US

Aid worker taken hostage tells court of ‘intense’ beatings by Islamic State ‘Beatles’

An aid worker taken hostage by Islamic State (IS) with Briton David Haines has told the terror trial of El Shafee Elsheikh, allegedly one of the so-called “IS Beatles”, that he suffered “intense” beatings while being held captive.

Federico Motka endured 14 months of brutality after he and his colleagues were kidnapped near a refugee camp on the Turkish border in 2013.

The Italian relived his ordeal on Thursday at the trial of British national El Shafee Elsheikh, in the US.

Elsheikh is accused of hostage-taking and conspiring to murder journalists and aid workers in Syria.

Prosecutors say he was a member of a terror cell which operated in Iraq and Syria, and whose members were nicknamed “the Beatles” for their British accents.

More than 20 Westerners were allegedly taken hostage by IS between 2012 and 2015, including British aid workers David Haines and Alan Henning, who were both killed.

Read more: Who are the Islamic State fighters nicknamed ‘The Beatles’?

The cell became famous across the world after releasing videos of the murders of US journalists James Foley and Steven Sotloff and aid workers Kayla Mueller and Peter Kassig.

Prosecutors say Elsheikh, 33, who was captured in January 2018, was known by his captives not only for his British accent but for his fondness for brutality even within a terrorist group known for its cruelty.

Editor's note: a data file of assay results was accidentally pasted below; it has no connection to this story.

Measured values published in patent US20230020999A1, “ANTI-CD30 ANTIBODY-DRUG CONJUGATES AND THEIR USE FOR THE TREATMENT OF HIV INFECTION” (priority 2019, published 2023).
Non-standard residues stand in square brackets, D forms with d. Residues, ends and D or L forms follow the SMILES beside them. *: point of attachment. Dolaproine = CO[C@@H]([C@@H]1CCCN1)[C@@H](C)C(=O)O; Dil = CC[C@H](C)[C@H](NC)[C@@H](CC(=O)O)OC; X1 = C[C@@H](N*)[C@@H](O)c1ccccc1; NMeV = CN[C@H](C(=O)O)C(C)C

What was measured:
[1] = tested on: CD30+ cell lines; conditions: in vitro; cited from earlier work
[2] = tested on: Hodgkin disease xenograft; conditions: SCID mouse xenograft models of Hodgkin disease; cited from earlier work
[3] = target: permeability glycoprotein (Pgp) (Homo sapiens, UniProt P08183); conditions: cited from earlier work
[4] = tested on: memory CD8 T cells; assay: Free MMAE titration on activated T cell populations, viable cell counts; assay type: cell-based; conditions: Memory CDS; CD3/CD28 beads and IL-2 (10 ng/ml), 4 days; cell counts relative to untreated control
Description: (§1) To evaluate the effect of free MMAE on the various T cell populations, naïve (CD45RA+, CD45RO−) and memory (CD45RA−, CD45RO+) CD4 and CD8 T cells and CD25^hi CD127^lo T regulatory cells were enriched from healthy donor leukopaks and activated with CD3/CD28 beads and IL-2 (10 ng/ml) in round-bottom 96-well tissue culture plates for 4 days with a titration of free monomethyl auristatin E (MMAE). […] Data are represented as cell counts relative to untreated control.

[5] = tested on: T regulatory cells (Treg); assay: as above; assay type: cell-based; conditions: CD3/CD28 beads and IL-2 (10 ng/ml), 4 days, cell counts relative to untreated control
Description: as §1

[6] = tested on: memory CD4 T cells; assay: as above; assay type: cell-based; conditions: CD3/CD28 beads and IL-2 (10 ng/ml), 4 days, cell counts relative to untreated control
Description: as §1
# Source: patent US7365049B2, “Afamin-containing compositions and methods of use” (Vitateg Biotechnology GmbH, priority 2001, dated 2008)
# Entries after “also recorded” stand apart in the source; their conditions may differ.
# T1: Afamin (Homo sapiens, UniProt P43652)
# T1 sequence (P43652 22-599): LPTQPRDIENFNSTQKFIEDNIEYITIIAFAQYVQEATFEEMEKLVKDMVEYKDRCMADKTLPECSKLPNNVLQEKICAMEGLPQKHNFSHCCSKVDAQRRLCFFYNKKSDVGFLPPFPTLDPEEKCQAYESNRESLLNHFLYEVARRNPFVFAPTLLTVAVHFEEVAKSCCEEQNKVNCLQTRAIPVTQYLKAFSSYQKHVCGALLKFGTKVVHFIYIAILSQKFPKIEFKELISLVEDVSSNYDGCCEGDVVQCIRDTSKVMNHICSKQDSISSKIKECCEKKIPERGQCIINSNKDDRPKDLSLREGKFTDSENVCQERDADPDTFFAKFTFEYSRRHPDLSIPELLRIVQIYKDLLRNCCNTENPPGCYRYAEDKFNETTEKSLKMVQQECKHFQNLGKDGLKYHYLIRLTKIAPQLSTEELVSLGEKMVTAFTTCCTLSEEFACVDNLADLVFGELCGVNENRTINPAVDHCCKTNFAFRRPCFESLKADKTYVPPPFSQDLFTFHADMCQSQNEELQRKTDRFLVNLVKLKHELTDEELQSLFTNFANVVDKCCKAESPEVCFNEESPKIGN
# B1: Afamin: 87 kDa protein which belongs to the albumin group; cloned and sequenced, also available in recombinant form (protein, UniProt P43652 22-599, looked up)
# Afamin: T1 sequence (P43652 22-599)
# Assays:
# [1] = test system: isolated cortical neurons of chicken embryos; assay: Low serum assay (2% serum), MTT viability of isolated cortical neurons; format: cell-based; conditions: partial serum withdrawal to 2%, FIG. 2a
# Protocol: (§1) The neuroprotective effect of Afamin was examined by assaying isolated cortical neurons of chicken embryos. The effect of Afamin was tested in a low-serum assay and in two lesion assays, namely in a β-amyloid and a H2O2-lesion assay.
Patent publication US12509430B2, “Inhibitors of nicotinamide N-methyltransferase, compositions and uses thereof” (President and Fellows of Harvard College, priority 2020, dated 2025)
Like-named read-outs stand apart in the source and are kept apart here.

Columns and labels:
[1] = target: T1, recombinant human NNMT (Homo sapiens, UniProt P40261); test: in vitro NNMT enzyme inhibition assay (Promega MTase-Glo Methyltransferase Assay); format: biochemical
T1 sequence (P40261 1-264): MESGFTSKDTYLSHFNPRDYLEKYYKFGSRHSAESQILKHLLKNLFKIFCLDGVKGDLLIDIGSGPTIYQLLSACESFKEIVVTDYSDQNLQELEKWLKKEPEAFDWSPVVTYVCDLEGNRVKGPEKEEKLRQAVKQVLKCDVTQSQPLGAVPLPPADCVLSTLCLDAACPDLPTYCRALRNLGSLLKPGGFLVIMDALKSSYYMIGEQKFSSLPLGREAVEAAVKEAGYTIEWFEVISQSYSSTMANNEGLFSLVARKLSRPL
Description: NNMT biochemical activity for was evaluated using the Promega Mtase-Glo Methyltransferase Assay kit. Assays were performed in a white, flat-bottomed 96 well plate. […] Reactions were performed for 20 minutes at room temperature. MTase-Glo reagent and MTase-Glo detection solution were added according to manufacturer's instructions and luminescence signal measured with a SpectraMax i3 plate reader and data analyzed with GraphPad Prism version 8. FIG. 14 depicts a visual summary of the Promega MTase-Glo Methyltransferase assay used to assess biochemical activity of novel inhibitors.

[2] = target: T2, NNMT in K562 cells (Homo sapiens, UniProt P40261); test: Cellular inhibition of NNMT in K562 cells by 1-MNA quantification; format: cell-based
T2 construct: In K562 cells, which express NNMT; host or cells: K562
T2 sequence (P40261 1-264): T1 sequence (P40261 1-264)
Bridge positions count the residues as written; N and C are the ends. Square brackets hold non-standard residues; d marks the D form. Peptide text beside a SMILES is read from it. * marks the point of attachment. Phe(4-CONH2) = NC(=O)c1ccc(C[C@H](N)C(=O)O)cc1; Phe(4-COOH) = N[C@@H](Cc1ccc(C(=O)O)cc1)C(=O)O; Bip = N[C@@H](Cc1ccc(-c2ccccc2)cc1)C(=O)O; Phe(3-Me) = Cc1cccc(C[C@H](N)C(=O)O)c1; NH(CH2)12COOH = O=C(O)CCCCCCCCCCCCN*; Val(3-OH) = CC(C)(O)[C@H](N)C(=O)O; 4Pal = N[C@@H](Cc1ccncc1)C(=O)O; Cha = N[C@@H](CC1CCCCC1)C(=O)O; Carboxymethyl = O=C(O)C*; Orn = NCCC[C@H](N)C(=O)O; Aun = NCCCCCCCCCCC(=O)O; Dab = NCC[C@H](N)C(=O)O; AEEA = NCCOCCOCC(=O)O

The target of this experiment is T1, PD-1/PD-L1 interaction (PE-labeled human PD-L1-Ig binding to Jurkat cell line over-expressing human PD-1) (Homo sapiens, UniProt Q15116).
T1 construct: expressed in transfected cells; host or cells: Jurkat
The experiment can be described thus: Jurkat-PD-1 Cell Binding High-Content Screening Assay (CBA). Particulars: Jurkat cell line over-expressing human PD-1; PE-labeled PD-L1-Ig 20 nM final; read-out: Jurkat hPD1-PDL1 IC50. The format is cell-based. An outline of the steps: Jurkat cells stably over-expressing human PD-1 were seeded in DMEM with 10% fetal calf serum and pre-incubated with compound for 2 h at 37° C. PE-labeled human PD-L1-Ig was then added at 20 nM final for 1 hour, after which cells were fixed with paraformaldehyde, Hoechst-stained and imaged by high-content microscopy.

Mr Motka told the court in Virginia there were at least three Britons in the group of captors, and the hostages nicknamed them “John,” “George” and “Ringo”.

They kept their faces covered, but prosecutors said they were distinguished through their preferences for punishment.

Prosecutors have said in court that Elshiekh was Ringo, who, according to Mr Motka, “liked wrestling”.

He described how “Ringo” put American captive James Foley in a headlock so tight that he passed out.

During the summer of 2013, they were held in a location known as “the box”, Mr Motka said, where he and others endured a lengthy “regime of punishment” that included regular beatings and forced stress positions.

Mr Motka, who was released in May 2014, struggled with his emotions as he described his time in captivity, the longest of any hostage in the group.

Defence lawyers have highlighted the difficulties that hostages have in formally identifying each of their captors because of the masks they wore, covering everything but their eyes.

They also highlighted the apparent discrepancy about the number of Beatles, saying Elsheikh was not a “Beatle” but a simple Islamic State foot soldier.

One member of the group, Alexanda Kotey, who pleaded guilty to the murders of journalists James Foley and Steven Sotloff and aid workers Kayla Mueller and Peter Kassig last year, will be sentenced next month.

Mohammed Emwazi, who was nicknamed Jihadi John, was killed in a drone strike in Syria at the end of 2015.

Group member Aine Lesley Davis was convicted of terrorism charges in Turkey in 2017.

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